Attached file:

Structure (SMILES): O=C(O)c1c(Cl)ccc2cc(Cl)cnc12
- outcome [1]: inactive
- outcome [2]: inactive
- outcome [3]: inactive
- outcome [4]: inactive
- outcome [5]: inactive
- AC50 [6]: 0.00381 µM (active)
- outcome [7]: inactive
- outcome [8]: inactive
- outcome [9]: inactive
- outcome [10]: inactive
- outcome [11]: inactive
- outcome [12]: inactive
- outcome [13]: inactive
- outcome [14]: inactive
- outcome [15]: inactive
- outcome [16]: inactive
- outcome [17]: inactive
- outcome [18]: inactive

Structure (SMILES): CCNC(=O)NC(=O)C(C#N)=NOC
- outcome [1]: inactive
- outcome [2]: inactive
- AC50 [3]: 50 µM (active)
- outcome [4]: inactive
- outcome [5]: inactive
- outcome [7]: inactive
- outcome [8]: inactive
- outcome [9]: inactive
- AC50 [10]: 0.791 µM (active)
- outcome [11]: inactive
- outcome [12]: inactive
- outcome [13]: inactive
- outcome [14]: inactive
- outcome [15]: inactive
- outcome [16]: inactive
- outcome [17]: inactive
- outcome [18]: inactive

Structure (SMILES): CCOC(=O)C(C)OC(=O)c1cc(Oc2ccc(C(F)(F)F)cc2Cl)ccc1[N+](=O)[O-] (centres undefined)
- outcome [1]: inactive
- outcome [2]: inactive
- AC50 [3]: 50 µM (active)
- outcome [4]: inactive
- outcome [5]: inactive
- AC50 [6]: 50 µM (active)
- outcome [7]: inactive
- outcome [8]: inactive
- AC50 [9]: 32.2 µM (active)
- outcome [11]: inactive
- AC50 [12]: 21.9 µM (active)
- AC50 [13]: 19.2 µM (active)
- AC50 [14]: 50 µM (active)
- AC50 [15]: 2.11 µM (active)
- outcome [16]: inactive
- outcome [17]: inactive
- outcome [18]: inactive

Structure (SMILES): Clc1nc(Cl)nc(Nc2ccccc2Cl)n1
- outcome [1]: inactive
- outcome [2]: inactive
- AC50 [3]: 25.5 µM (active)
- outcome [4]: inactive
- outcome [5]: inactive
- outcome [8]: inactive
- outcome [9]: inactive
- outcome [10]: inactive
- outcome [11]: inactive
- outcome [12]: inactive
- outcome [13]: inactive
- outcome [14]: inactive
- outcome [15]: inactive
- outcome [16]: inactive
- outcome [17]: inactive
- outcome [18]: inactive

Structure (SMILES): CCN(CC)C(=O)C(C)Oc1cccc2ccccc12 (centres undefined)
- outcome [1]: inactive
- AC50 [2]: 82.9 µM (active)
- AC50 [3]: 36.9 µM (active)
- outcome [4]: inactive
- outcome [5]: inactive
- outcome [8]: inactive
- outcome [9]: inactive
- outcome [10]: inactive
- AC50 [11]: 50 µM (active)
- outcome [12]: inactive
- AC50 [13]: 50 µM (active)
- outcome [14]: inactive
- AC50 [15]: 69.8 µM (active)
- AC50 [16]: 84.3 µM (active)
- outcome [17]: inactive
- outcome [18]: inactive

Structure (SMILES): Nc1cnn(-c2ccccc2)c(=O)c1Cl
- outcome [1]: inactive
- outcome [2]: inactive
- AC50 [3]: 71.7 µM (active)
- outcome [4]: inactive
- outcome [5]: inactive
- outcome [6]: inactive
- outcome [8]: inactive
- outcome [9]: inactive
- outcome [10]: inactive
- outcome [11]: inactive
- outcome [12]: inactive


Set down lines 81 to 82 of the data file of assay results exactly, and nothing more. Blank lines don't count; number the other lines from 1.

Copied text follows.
- outcome [10]: inactive
- AC50 [11]: 50 µM (active)